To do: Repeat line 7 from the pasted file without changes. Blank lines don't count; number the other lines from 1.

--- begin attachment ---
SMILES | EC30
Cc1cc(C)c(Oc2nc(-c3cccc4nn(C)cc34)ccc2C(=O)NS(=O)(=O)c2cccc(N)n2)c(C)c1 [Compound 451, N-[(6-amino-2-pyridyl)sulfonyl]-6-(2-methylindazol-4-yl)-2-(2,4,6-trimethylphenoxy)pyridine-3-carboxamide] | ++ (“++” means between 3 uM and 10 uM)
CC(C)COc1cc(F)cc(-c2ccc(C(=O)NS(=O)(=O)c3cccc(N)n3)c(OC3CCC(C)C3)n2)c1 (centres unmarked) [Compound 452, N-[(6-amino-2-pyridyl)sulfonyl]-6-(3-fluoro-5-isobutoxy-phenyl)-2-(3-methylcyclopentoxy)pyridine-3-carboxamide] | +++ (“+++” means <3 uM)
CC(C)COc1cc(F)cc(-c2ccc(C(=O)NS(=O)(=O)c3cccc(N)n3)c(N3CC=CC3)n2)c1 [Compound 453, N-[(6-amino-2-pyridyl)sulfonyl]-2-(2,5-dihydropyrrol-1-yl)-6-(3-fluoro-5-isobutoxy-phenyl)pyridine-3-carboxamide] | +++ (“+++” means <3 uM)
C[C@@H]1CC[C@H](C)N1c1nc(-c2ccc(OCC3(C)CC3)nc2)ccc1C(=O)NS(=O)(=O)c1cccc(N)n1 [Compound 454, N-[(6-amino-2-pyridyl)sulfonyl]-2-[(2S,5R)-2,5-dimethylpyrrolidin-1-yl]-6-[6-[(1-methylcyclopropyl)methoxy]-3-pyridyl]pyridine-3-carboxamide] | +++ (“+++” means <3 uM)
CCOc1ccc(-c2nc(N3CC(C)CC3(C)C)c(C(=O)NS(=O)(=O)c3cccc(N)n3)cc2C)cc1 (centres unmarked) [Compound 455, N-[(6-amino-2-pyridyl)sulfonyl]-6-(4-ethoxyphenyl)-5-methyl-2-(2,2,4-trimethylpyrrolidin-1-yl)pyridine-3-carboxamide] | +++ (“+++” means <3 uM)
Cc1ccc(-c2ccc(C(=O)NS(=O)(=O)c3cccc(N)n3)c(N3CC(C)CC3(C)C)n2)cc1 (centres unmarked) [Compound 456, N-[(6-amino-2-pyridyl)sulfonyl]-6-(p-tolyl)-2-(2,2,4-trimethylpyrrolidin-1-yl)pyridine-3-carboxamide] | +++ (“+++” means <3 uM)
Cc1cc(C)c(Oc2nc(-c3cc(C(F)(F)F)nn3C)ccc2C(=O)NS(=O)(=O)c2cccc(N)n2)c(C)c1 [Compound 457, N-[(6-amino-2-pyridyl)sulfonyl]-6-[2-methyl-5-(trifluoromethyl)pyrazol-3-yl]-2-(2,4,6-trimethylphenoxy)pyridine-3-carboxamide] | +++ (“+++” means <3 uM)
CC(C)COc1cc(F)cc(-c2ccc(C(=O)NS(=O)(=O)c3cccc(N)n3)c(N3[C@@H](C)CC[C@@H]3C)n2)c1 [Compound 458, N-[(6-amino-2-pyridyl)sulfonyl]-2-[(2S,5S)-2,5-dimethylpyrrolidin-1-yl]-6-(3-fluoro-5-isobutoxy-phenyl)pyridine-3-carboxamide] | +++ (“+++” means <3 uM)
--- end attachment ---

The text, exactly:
Cc1ccc(-c2ccc(C(=O)NS(=O)(=O)c3cccc(N)n3)c(N3CC(C)CC3(C)C)n2)cc1 (centres unmarked) [Compound 456, N-[(6-amino-2-pyridyl)sulfonyl]-6-(p-tolyl)-2-(2,2,4-trimethylpyrrolidin-1-yl)pyridine-3-carboxamide] | +++ (“+++” means <3 uM)